Fidelity Tax Advantage Fund (Dividend), which won the Morningstar India ELSS (Tax Savings) award, did well in falling as well as rising markets. Sandeep Kothari, the fund manager, tells us how this tax-saving fund managed the feat. Edited excerpts:
How did you navigate the ups and downs of 2008 and 2009?
While the last two years have been difficult, what helped was staying close to our investment philosophy of bottom-up stock picking and staying focused on consistent risk-adjusted returns. We maintained a disciplined approach to understanding companies that we were investing in.
Disciplined approach: FIL Fund Management’s Sandeep Kothari. Shriya Patil Shinde / Mint
Fidelity diversifies in a large number of scrips across its funds. You do not have huge pressure of inflows and outflows, so how come you aren’t more concentrated?
I do have a 50-60 stock portfolio with a tail of about five to seven stocks where we are either trying to build a position or exit one. But diversification is an important parameter and a concentrated portfolio can become volatile. I focus on building conviction in the stocks I hold.
Investors start tax planning at the end of the year. Is that okay?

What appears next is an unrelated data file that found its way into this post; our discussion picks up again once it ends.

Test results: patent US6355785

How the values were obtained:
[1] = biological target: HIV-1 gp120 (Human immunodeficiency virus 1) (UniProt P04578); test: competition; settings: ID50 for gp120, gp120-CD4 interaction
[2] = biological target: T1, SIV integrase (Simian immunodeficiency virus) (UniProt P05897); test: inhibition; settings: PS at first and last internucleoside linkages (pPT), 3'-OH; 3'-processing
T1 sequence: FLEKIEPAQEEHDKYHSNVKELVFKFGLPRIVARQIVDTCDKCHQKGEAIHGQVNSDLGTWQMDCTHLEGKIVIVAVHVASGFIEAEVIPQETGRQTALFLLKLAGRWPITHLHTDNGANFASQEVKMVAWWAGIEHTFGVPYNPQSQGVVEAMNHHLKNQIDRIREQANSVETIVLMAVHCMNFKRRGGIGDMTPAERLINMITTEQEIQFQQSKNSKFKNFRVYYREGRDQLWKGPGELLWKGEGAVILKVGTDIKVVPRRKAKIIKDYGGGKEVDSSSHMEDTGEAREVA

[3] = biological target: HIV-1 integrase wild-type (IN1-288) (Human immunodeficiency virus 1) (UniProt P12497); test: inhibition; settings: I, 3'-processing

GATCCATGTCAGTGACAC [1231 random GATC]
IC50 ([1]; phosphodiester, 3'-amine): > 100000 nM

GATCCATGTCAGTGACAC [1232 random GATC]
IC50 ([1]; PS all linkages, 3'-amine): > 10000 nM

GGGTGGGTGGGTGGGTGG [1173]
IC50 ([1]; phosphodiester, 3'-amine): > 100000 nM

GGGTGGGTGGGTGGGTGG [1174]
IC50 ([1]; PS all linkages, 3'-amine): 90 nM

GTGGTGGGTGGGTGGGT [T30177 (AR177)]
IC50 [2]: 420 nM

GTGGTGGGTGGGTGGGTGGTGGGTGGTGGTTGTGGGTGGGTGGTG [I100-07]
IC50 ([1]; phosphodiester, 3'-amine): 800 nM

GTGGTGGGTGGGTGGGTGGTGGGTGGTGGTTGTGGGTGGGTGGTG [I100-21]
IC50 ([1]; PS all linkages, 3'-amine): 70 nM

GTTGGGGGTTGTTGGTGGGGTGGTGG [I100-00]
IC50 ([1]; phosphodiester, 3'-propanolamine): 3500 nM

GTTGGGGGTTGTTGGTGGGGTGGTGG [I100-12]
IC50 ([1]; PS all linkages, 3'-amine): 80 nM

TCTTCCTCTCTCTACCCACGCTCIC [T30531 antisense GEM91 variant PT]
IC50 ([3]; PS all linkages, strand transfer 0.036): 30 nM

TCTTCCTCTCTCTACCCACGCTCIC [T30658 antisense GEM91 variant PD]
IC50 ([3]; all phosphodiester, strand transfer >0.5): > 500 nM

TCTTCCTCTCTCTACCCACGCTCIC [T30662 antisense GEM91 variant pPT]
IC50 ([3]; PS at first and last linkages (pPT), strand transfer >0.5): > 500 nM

Investing as early in the year as possible helps as it gives your investments more time in the market.
Also See | Fidelity Tax Advantage Div (Graphic)
Do you think markets are overheated? If yes, do you think investors should book profits?
I think that the business cycle is playing out and assuming that it plays out as we expect it to we should see continued earnings momentum in stocks. For investors, though, it is important to remember that it is time in the market and not timing the market that matters. And mutual funds are the best route to ensure this.
We analysed the Indian stock market data for 10 years from February 2000 to February 2010. Based on the daily returns of the Sensex, we identified the best 10, 20, 30 and 40 days. If you had a notional investment of Rs1 lakh and you remained invested from 2000 to 2010, the value of your investment would have been Rs3,01,600. But if you missed the 10 best days, your value would be Rs1,39,741. A loss of Rs1,61,859. Not surprisingly, the more the number of “best days” that you miss out, the more dramatic the fall in your returns. Miss out on the 40 best days and the value of your investment would be Rs32,999. That’s Rs2,68,601 less than you would have got if you had remained fully invested.
Graphic by Yogesh Kumar / Mint